Jim Lett

Jim Lett
Lett in 2011
Born: (1951-01-03) January 3, 1951
Charleston, West Virginia
Bats: Right Throws: Right

James Curtis Lett (born January 3, 1951) is an American retired baseball player, and former coach for several teams.[1] He was born in Charleston, West Virginia.


Lett is a 1969 graduate of Winfield High School in Winfield, West Virginia, where he played football and basketball and ran track. He earned All-State honors in basketball as the top scorer in the state and All-America honors in football as a quarterback. He is a 1973 graduate of the University of Kentucky, where he was selected to the All-Southeastern Conference baseball team in 1971. He also was a quarterback on the Wildcats football team. Lett earned a B.S. degree in Geography.

Lett has worked in professional baseball as a player, coach, manager and front office executive in each of the last 32 years, having spent 24 of those years within the Cincinnati Reds organization (1973–96).

He began his career as a player with Tampa Tarpons (a Reds' Minor league baseball team) in 1973. After playing three years of minor league baseball (1973–75) and compiling a .256 batting average, six home runs, and 110 RBI in 313 games, Lett began his managerial career with the Shelby Reds in the Western Carolinas League in 1977. He was selected as the league's Manager of the Year in 1978 after guiding the club to a second-place finish and a 75-64 record.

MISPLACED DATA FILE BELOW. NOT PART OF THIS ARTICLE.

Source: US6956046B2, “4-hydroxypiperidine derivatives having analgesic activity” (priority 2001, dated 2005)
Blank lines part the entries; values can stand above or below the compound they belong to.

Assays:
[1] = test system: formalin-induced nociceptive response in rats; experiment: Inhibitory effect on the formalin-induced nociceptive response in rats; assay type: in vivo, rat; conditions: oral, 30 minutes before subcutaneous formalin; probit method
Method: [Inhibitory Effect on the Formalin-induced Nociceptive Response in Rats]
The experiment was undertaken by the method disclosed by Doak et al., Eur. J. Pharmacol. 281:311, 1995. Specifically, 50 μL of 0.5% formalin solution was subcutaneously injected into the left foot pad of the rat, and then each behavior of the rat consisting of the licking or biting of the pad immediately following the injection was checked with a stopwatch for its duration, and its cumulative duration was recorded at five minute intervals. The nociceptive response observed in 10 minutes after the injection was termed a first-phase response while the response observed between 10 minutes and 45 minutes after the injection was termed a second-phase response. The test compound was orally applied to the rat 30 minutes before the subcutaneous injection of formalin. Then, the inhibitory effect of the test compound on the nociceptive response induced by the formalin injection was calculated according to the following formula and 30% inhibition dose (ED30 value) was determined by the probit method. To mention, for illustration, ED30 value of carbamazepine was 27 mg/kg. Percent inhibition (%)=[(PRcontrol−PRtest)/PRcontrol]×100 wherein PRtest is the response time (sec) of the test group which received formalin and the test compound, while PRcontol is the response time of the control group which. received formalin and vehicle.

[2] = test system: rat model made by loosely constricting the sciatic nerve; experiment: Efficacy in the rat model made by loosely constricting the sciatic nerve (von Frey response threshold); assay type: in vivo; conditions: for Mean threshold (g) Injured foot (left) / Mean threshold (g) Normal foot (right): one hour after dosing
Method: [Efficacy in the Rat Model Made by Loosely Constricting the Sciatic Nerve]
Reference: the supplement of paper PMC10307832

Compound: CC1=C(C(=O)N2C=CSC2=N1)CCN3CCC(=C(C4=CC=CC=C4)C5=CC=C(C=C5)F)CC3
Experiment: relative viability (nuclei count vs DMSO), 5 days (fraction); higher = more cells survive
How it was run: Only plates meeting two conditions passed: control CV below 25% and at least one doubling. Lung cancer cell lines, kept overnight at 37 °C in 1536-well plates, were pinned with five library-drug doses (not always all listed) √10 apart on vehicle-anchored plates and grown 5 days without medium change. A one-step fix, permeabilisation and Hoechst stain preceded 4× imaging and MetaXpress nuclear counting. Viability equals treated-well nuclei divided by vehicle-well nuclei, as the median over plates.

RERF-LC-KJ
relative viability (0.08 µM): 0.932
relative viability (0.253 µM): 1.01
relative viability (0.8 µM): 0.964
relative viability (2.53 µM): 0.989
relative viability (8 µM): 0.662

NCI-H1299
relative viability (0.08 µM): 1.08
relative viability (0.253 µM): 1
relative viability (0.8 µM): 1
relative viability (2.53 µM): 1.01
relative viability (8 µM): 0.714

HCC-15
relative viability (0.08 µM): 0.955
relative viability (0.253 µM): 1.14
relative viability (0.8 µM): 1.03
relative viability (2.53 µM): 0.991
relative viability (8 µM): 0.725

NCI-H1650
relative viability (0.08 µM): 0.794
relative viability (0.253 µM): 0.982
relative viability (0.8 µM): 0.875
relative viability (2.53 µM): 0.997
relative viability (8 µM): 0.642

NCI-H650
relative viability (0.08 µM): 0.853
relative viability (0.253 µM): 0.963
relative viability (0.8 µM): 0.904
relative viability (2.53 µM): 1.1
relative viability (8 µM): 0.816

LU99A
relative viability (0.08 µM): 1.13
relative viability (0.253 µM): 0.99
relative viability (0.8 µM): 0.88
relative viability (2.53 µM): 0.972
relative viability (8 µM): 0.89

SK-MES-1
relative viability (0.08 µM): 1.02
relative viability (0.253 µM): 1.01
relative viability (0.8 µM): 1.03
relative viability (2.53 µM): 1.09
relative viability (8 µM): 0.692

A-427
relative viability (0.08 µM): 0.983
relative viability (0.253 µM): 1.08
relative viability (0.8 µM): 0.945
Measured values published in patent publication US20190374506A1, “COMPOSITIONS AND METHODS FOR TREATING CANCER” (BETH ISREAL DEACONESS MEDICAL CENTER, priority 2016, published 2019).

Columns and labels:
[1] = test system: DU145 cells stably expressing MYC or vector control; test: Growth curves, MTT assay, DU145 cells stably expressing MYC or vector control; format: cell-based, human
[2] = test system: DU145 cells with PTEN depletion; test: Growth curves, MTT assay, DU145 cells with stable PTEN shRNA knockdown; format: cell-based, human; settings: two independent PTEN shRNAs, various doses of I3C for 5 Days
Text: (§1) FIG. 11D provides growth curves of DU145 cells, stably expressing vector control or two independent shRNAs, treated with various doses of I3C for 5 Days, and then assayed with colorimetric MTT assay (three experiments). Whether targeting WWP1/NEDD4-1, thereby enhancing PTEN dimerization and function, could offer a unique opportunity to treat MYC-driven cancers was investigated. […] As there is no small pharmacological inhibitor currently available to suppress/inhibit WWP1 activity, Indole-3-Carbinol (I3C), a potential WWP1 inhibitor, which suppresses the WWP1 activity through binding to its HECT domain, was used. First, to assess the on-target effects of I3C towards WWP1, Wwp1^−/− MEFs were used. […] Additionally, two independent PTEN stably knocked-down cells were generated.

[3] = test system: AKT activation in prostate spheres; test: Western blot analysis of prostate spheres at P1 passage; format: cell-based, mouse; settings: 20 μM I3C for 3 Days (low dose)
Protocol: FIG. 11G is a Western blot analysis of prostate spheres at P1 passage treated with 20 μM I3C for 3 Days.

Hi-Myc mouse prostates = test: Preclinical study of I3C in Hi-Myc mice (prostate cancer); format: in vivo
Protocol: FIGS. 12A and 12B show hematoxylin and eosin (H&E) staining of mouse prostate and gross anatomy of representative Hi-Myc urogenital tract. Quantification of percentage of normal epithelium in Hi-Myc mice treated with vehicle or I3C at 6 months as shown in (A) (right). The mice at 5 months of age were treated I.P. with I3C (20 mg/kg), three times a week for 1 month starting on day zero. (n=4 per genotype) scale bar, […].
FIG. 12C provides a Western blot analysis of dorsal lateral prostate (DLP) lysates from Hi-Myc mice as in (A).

Lett was a minor league manager in the Reds' chain from 1977 to 1985. He was the Reds' Bench Coach from 1986 to 1989 and again in 1996. He managed in the minors again in 1990, coached for the Nashville Sounds in 1991–92, and spent 1993–95 as the Reds' minor-league field coordinator.

After leaving the Reds, Lett was a member of the Toronto Blue Jays coaching staff from 1997 to 1999. He was the Blue Jays' assistant director of player development in 2000.

With the Los Angeles Dodgers, Lett served on Manager Jim Tracy's staff, as Bullpen Coach from 2001 through 2004 and as Bench Coach in 2005.

On November 1, 2005, Lett was named the Pittsburgh Pirates' Bench Coach. In his role with the Pirates, Lett coordinated the day-to-day activities of the uniformed personnel with the manager, coaches, trainers and front office staff. He also acted as the club's catching instructor. When the Pirates fired Tracy in October 2007, Lett was encouraged to seek other forms of employment. Lett was not retained by the Pirates and subsequently was hired by the Milwaukee Brewers to coach for his hometown team, the Class-A West Virginia Power. The team plays its home games in downtown Charleston at Appalachian Power Park.

While overseeing the Dodgers' bullpen in 2003, he helped guide the pen to a major-league low 2.46 ERA, the lowest mark by any bullpen since the 1990 Oakland Athletics posted a 2.35 ERA. The next year, Los Angeles relievers ranked second in the major leagues with a 3.06 ERA.

In his tenure as a coach in the majors, Lett has worked with four Cy Young Award recipients: Toronto's Pat Hentgen (1996 winner), two-time winner Roger Clemens (1997–98) and Eric Gagné (2003).


  1. Ladson, Bill (20 November 2009). "Nationals' coaching staff in place". MLB.com. Retrieved 7 June 2010.
Preceded by
Cincinnati Reds Bench Coach
1986 – 1989, 1996
Succeeded by
Tommy Helms
Preceded by
Toronto Blue Jays Bench Coach
1998 - 1999
Succeeded by
Preceded by
Rick Dempsey
Los Angeles Dodgers Bullpen Coach
2001 – 2004
Succeeded by
Dan Warthen
Preceded by
Jim Riggleman
Los Angeles Dodgers Bench Coach
Succeeded by
Dave Jauss
Preceded by
Pete Mackanin
Pittsburgh Pirates Bench Coach
2006 – 2007
Succeeded by
Gary Varsho
Preceded by
Corey Hart
West Virginia Power Hitting Coach
2008 – 2009
Succeeded by
Preceded by
Randy Knorr
Washington Nationals Bullpen Coach
2010 – 2013
Succeeded by
Matthew LeCroy

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